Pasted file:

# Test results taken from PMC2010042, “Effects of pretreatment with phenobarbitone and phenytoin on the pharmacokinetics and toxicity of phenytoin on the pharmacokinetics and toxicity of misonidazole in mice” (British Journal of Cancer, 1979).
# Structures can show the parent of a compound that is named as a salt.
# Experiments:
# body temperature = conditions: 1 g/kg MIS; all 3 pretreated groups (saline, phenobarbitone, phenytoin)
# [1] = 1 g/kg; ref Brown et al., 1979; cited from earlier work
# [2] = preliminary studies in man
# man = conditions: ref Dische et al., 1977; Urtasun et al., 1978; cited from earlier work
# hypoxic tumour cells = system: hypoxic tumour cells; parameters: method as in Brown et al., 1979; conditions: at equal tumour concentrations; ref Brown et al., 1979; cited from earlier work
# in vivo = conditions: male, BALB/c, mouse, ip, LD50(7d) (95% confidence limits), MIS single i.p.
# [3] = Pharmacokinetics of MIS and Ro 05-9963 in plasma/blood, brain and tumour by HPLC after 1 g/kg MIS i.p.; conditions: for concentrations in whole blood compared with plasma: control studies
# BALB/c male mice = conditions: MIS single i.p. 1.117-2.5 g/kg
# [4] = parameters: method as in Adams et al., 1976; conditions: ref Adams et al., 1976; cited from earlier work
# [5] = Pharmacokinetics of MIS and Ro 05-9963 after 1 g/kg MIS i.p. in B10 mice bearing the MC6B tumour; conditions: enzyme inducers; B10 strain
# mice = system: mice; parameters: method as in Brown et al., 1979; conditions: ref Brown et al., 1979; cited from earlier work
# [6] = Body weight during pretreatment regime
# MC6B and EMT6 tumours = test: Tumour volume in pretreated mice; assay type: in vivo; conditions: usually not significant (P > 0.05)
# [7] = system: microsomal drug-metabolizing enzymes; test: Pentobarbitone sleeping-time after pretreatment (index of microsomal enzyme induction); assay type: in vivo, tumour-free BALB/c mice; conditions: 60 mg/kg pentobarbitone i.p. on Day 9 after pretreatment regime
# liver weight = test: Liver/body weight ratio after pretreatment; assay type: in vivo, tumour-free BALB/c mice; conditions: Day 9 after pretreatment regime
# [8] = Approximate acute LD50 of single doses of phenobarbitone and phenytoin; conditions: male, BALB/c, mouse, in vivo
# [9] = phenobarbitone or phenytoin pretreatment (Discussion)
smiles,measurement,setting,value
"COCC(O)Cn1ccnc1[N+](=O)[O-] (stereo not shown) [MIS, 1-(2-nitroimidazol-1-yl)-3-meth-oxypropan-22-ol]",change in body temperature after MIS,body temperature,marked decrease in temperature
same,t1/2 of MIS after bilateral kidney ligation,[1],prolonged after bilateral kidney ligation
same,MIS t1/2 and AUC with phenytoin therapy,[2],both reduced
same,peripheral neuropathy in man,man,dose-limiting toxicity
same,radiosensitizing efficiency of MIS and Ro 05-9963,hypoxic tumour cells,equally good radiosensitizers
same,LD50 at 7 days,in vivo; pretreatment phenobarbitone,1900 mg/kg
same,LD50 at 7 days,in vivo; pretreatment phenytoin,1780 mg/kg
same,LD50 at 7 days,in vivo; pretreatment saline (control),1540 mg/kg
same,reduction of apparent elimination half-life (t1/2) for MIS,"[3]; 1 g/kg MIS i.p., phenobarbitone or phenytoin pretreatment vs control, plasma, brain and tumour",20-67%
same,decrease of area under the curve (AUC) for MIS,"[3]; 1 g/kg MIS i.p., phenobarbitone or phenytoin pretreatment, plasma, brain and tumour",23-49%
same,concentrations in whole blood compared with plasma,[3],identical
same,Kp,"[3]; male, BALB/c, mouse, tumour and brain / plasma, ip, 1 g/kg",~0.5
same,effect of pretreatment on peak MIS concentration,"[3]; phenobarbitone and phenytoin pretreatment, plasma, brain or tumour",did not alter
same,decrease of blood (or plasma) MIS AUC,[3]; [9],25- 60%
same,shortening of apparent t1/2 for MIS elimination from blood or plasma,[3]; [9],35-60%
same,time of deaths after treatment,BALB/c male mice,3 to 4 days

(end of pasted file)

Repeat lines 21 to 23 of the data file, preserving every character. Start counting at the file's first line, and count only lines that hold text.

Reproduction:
smiles,measurement,setting,value
"COCC(O)Cn1ccnc1[N+](=O)[O-] (stereo not shown) [MIS, 1-(2-nitroimidazol-1-yl)-3-meth-oxypropan-22-ol]",change in body temperature after MIS,body temperature,marked decrease in temperature
same,t1/2 of MIS after bilateral kidney ligation,[1],prolonged after bilateral kidney ligation